Phoenix, AZ: A ruling from the Arizona Court of Appeals has found that the possession of concentrated forms of cannabis resin is not protected by the state’s voter-initiated medical marijuana access law, the Arizona Medical Marijuana Act. The 2 to 1 decision upholds the two-and-one-half year prison sentence of a state-registered patient, Rodney Jones, for the possession of 0.05 ounces of hashish.
The majority opined that the legal definition of marijuana in the AMMA “does not specifically include extracted resin” and that the legislature had previously “recognized hashish and marijuana as two distinct forms of cannabis. … [B]ut marijuana alone has been singled out for separate treatment under our states.”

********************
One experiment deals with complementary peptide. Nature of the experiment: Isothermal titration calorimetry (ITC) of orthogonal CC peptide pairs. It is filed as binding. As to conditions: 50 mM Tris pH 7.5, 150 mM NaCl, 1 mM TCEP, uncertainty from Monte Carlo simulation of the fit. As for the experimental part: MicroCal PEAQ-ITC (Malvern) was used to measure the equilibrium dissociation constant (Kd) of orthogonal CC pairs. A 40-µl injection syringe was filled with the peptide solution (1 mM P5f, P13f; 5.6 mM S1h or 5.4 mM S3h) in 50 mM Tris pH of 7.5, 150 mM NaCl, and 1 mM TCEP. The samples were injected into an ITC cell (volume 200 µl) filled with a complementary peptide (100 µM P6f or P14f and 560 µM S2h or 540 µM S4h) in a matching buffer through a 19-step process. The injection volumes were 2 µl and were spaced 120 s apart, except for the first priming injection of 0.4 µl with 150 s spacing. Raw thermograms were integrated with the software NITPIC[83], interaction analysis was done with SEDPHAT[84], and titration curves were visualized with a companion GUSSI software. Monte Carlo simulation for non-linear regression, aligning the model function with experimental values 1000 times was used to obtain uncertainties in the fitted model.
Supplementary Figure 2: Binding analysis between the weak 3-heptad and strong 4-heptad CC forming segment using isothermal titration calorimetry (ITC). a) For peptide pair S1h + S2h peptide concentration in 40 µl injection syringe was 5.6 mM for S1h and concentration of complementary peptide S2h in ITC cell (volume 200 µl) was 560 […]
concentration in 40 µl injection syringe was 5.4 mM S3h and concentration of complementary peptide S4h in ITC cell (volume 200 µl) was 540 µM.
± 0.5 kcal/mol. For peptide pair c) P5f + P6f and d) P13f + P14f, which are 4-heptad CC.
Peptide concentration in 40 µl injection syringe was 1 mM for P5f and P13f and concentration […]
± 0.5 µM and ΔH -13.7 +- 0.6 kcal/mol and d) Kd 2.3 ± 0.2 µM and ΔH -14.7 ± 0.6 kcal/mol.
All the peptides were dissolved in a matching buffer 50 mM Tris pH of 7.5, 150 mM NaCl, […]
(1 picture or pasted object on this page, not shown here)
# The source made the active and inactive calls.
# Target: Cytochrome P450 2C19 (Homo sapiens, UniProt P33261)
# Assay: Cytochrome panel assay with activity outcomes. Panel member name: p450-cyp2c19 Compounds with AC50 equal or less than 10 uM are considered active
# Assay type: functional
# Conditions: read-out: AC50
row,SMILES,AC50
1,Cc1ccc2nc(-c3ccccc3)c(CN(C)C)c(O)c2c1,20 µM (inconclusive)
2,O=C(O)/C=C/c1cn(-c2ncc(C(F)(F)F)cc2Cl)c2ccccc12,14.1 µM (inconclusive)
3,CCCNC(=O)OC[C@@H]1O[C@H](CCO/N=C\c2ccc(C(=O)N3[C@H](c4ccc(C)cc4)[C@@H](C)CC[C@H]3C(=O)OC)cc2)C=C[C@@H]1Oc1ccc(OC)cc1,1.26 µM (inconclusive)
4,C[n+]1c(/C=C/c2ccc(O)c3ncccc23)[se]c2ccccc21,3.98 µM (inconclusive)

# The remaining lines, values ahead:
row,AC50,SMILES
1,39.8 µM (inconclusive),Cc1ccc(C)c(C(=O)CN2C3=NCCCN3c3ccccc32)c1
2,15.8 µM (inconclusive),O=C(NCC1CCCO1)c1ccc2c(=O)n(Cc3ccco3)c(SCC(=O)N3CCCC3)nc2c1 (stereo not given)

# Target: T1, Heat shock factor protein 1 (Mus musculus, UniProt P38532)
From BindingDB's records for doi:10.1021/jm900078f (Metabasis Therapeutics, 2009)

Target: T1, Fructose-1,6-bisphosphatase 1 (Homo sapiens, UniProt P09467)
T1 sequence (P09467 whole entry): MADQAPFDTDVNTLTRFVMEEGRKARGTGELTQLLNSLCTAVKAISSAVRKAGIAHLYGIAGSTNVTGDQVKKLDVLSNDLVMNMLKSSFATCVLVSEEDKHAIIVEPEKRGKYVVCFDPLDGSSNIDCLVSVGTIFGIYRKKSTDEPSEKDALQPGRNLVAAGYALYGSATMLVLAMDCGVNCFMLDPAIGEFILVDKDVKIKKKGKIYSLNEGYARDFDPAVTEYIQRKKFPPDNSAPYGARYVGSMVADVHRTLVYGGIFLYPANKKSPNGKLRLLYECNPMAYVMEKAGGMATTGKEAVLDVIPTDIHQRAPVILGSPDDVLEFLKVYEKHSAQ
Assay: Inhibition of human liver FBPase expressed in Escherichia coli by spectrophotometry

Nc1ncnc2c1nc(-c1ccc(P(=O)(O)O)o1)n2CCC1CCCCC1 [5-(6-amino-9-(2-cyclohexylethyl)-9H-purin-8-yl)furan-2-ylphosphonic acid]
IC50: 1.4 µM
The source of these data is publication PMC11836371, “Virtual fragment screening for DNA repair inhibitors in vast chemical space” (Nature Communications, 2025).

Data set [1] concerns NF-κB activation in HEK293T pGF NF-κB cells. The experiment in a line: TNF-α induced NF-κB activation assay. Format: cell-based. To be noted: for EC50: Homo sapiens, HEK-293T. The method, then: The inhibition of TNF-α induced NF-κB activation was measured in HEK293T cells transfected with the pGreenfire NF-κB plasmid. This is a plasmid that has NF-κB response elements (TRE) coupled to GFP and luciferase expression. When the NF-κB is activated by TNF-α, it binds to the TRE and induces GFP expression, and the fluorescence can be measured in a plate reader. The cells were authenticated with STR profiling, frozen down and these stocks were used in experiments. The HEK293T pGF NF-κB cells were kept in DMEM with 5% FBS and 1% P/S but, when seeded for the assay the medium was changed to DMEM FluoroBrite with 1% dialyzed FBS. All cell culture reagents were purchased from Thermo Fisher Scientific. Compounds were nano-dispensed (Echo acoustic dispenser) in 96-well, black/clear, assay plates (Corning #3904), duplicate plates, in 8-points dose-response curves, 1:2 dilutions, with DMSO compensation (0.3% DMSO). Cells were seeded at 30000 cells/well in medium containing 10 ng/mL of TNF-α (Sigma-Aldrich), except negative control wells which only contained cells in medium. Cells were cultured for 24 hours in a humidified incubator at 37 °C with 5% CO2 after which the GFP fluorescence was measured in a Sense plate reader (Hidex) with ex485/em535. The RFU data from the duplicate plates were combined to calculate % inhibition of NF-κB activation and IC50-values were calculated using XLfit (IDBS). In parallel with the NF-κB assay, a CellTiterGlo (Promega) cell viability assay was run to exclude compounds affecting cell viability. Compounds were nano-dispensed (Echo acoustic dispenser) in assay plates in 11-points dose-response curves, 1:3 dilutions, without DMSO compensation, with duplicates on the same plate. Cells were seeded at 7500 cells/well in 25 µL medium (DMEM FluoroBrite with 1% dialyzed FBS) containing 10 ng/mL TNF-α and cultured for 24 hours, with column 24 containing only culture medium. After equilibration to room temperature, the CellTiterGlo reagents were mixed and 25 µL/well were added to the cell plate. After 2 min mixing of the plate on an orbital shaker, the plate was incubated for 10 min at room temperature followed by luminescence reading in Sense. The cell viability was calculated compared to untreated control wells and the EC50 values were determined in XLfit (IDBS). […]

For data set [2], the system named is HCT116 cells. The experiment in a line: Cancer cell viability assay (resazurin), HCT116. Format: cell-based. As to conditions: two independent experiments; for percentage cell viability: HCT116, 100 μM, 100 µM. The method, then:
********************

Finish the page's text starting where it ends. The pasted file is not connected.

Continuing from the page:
They added: “If the drafters [of the AMMA] wanted to immunize the possession of hashish they should have said so. We cannot conclude that Arizona voters intended to do so.”
By contrast, dissenting Judge Kenton Jones opined that AMMA defines marijuana broadly and clearly provides “evidence of intent to include hashish.” He concluded, “The resin extracted from the marijuana plant … is part of a plant of the genus of cannabis, just as sap is part of a tree … [and] therefore [is] ‘marijuana,’ as defined within AMMA, and subject to its protections.”
The ruling is expected to be appealed to the Arizona Supreme Court.
Legislation (House Bill 2630) that sought to expand the legal definition of marijuana to explicitly include “all products that are manufactured primarily from the plant” was held in committee and failed to receive a vote during the 2018 legislative session.
The case is Arizona v. Rodney Christopher Jones.
For more information, contact Keith Stroup, NORML Legal Counsel, at (202) 483-5500 or contact Arizona NORML.